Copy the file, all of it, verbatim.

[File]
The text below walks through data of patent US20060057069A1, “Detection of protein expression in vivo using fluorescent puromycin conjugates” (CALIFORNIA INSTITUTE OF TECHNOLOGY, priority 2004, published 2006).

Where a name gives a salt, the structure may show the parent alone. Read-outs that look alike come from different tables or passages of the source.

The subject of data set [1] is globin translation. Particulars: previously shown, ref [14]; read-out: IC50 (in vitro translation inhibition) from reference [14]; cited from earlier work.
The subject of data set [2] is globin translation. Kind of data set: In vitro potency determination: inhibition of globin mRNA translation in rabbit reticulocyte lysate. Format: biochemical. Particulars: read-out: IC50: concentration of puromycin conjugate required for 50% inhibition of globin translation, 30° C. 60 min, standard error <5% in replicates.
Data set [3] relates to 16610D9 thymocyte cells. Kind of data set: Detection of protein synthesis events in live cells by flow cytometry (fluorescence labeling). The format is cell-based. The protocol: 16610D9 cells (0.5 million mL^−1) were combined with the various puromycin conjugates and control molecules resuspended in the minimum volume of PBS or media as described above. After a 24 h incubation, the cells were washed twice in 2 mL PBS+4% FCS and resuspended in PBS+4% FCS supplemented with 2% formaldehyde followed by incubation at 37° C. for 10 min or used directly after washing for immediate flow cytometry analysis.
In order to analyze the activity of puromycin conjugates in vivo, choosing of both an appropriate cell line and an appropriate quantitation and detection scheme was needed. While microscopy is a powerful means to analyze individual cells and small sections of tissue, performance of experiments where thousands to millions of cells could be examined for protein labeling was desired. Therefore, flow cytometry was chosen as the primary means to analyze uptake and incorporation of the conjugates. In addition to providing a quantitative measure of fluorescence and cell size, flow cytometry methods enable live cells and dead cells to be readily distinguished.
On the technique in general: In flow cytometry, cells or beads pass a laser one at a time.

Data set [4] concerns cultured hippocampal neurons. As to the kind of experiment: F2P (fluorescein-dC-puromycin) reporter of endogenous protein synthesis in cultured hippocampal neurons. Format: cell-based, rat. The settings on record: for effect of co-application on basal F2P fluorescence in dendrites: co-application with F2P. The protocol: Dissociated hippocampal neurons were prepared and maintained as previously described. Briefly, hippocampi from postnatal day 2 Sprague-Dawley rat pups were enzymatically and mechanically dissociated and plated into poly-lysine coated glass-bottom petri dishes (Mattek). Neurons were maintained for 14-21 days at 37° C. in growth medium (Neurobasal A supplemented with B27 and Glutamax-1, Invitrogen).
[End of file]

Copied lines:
The text below walks through data of patent US20060057069A1, “Detection of protein expression in vivo using fluorescent puromycin conjugates” (CALIFORNIA INSTITUTE OF TECHNOLOGY, priority 2004, published 2006).

Where a name gives a salt, the structure may show the parent alone. Read-outs that look alike come from different tables or passages of the source.

The subject of data set [1] is globin translation. Particulars: previously shown, ref [14]; read-out: IC50 (in vitro translation inhibition) from reference [14]; cited from earlier work.
The subject of data set [2] is globin translation. Kind of data set: In vitro potency determination: inhibition of globin mRNA translation in rabbit reticulocyte lysate. Format: biochemical. Particulars: read-out: IC50: concentration of puromycin conjugate required for 50% inhibition of globin translation, 30° C. 60 min, standard error <5% in replicates.
Data set [3] relates to 16610D9 thymocyte cells. Kind of data set: Detection of protein synthesis events in live cells by flow cytometry (fluorescence labeling). The format is cell-based. The protocol: 16610D9 cells (0.5 million mL^−1) were combined with the various puromycin conjugates and control molecules resuspended in the minimum volume of PBS or media as described above. After a 24 h incubation, the cells were washed twice in 2 mL PBS+4% FCS and resuspended in PBS+4% FCS supplemented with 2% formaldehyde followed by incubation at 37° C. for 10 min or used directly after washing for immediate flow cytometry analysis.
In order to analyze the activity of puromycin conjugates in vivo, choosing of both an appropriate cell line and an appropriate quantitation and detection scheme was needed. While microscopy is a powerful means to analyze individual cells and small sections of tissue, performance of experiments where thousands to millions of cells could be examined for protein labeling was desired. Therefore, flow cytometry was chosen as the primary means to analyze uptake and incorporation of the conjugates. In addition to providing a quantitative measure of fluorescence and cell size, flow cytometry methods enable live cells and dead cells to be readily distinguished.
On the technique in general: In flow cytometry, cells or beads pass a laser one at a time.

Data set [4] concerns cultured hippocampal neurons. As to the kind of experiment: F2P (fluorescein-dC-puromycin) reporter of endogenous protein synthesis in cultured hippocampal neurons. Format: cell-based, rat. The settings on record: for effect of co-application on basal F2P fluorescence in dendrites: co-application with F2P. The protocol: Dissociated hippocampal neurons were prepared and maintained as previously described. Briefly, hippocampi from postnatal day 2 Sprague-Dawley rat pups were enzymatically and mechanically dissociated and plated into poly-lysine coated glass-bottom petri dishes (Mattek). Neurons were maintained for 14-21 days at 37° C. in growth medium (Neurobasal A supplemented with B27 and Glutamax-1, Invitrogen).